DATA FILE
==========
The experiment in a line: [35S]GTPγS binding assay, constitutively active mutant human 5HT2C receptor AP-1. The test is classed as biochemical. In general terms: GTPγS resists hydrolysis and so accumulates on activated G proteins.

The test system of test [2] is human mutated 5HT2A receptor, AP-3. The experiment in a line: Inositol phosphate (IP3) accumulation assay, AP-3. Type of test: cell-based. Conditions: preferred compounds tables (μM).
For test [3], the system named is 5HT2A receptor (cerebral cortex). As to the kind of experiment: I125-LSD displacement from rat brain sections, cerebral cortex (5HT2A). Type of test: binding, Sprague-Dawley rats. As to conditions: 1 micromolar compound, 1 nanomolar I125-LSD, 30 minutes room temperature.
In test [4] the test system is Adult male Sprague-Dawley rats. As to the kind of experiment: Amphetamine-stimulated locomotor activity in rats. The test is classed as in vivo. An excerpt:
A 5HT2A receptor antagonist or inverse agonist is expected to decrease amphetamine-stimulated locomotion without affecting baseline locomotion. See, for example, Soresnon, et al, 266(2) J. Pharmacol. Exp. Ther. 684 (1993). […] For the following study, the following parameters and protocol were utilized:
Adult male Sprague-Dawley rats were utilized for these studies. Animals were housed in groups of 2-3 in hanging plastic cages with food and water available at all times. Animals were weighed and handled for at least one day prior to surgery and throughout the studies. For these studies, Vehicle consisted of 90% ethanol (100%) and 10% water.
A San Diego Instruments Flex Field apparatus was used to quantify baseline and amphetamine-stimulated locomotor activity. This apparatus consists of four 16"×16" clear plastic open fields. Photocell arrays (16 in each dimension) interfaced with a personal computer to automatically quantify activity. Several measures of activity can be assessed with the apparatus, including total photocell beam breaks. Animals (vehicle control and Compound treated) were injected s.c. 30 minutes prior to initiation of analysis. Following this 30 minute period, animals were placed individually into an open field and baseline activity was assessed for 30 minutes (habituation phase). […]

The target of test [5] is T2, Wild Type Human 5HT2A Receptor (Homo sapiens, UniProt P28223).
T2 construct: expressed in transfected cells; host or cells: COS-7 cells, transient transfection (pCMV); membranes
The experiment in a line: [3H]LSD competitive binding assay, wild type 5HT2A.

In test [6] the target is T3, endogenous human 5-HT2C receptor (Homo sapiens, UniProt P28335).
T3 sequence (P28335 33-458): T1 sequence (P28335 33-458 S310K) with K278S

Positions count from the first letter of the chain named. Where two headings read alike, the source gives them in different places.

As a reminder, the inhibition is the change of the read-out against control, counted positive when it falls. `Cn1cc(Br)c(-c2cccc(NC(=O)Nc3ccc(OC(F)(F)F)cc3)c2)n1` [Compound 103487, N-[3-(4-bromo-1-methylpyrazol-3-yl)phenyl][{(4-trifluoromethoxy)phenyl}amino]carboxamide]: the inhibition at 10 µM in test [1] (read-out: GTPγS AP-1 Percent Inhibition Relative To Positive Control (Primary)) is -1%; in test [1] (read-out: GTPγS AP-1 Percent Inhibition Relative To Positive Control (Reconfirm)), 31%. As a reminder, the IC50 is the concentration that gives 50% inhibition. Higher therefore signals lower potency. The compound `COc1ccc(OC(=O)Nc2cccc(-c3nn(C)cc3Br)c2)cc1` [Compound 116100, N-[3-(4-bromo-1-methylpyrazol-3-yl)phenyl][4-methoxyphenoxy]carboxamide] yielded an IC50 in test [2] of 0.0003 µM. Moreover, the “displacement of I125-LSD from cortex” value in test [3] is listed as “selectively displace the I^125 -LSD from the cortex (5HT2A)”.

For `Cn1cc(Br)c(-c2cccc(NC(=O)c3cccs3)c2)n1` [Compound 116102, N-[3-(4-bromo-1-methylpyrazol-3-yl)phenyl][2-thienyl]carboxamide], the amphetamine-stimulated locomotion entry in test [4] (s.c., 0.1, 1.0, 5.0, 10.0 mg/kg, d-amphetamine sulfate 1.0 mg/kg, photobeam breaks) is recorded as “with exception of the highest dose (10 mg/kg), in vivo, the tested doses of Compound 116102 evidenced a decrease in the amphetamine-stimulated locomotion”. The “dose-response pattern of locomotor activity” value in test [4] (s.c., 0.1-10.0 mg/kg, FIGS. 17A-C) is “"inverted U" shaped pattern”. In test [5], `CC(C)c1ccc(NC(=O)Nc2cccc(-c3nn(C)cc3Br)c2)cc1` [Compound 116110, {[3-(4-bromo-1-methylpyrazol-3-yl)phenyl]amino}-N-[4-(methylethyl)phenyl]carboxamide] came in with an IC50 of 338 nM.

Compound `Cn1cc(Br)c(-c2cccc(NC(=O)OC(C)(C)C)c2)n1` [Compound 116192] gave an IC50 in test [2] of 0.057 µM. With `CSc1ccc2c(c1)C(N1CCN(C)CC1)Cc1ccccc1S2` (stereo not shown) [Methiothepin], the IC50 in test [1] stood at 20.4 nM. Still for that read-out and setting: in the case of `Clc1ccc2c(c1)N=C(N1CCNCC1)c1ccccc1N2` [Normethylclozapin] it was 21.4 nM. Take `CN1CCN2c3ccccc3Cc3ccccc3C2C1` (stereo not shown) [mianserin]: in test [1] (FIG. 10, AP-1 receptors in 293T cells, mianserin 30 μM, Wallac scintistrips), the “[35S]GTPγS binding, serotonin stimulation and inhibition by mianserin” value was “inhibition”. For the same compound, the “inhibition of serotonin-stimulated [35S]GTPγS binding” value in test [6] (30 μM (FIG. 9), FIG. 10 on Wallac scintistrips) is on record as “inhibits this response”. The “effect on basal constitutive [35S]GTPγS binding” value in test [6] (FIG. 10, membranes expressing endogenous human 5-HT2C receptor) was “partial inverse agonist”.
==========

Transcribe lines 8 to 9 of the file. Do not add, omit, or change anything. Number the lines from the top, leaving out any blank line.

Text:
The target of test [5] is T2, Wild Type Human 5HT2A Receptor (Homo sapiens, UniProt P28223).
T2 construct: expressed in transfected cells; host or cells: COS-7 cells, transient transfection (pCMV); membranes